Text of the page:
- Associated Press - Monday, March 28, 2016

OLYMPIA, Wash. (AP) - Lawmakers on Monday started moving toward a conclusion of their overtime special session, nearing an official announcement on a budget deal and beginning legislative overrides of 27 gubernatorial vetoes.

Republican Sen. John Braun, one of the Senate’s main budget negotiators, said that news on the budget was likely to come sometime in the afternoon.

Meanwhile, the Senate returned to the floor to pass several bills. They also started taking votes to override the vetoes of 27 bills earlier this month by Gov. Jay Inslee out of frustration because lawmakers were not able to complete their work during the regular 60-day legislative session.

The House is not expected to return to take votes in that chamber until Tuesday.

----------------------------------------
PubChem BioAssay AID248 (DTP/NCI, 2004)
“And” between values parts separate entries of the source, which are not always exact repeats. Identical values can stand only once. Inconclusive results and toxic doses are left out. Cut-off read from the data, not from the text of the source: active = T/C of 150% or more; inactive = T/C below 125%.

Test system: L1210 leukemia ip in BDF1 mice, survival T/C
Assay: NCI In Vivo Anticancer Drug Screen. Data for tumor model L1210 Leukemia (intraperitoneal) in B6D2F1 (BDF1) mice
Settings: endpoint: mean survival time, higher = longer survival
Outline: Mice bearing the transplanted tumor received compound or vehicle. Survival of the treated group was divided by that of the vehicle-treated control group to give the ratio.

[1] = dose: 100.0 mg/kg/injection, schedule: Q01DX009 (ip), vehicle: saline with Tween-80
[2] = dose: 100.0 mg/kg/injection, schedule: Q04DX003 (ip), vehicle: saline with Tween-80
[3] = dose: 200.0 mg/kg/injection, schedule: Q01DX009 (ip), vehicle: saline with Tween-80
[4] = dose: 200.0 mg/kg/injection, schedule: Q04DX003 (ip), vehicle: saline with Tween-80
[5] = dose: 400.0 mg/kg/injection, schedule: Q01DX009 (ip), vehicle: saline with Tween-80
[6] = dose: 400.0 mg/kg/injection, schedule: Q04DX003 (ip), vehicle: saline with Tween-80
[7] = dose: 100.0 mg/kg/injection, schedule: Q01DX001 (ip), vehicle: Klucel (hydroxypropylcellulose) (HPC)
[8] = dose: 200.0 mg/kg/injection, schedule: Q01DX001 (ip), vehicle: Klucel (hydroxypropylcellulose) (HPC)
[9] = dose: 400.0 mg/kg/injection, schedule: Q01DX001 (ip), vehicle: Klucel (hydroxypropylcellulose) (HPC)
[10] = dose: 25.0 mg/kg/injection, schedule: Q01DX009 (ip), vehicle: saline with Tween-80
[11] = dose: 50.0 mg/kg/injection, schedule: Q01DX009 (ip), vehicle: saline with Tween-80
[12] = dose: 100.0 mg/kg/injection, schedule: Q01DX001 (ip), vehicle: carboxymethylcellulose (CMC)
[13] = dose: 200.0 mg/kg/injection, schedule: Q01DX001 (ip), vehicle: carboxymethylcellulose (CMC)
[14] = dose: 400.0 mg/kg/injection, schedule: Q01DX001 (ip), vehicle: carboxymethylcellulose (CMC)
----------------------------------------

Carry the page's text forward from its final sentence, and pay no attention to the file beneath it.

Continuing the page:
Democratic House Majority Leader Pat Sullivan said that his caucus would discuss the veto overrides on Tuesday. Sullivan said that now that the governor has signaled he was OK with the overrides, it’s likely his members would be willing to take that rare action.

“A lot of people are hesitant to override the governor if the governor doesn’t want to be overridden,” he said.

In a written release Monday afternoon, Inslee said he was pleased with lawmakers’ progress on the budget. He said he had no objection to the planned veto overrides by the Legislature, which under the state constitution has to the power to take such action with a two-thirds majority vote in both the House and Senate.

“There’s public interest in getting them back,” Republican Majority Leader Mark Schoesler said Monday morning.

The last time the Legislature overrode a veto was in 1998, said Hunter Goodman, secretary of the Senate.

“I appreciate the work of both House and Senate members who have been working hard these past few weeks to reach agreement,” Inslee wrote. “I look forward to seeing an agreement on a supplemental budget as soon as possible and a timely finish to the special session.”


AP writer Walker Orenstein contributed to this report.

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